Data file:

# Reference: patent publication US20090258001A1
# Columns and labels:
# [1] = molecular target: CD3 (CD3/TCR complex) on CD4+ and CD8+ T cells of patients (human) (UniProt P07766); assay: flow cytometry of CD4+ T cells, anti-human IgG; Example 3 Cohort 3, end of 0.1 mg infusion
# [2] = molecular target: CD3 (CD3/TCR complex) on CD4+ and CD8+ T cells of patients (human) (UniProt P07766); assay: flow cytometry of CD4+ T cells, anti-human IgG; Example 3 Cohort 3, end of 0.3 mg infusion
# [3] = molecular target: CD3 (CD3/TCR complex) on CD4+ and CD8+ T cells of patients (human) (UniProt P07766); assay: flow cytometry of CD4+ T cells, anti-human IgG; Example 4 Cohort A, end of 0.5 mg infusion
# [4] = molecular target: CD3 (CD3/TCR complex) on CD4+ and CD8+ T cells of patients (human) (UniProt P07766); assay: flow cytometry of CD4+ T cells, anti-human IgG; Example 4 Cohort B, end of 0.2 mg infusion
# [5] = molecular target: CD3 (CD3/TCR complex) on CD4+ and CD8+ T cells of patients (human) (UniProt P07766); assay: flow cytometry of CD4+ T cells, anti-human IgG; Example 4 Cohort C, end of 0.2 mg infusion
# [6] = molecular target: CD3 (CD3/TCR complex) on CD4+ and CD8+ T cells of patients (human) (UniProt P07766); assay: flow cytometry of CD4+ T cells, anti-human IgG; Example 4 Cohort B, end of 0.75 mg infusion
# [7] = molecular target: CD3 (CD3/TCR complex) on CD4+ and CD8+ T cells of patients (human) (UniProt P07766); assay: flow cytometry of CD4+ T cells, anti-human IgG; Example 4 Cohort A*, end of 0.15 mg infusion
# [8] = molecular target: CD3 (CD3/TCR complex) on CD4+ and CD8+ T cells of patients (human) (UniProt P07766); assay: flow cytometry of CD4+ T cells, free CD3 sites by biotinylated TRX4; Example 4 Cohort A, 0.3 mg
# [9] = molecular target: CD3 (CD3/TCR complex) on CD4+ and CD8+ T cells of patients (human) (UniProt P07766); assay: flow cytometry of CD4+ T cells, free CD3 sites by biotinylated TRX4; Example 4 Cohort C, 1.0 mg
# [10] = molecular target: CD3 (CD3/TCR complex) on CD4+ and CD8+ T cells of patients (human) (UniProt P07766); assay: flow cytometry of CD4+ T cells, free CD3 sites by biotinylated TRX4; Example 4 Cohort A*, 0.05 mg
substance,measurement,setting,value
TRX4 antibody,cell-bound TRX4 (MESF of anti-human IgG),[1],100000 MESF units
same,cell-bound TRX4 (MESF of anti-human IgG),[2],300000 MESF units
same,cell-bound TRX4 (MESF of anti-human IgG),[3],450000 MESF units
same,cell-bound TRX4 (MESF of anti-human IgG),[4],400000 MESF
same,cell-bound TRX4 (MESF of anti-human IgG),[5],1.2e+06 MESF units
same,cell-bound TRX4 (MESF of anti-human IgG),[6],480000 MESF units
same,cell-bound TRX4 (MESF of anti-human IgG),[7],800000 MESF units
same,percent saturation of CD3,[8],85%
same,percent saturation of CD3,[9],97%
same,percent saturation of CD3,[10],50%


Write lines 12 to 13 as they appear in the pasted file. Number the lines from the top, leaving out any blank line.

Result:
# [10] = molecular target: CD3 (CD3/TCR complex) on CD4+ and CD8+ T cells of patients (human) (UniProt P07766); assay: flow cytometry of CD4+ T cells, free CD3 sites by biotinylated TRX4; Example 4 Cohort A*, 0.05 mg
substance,measurement,setting,value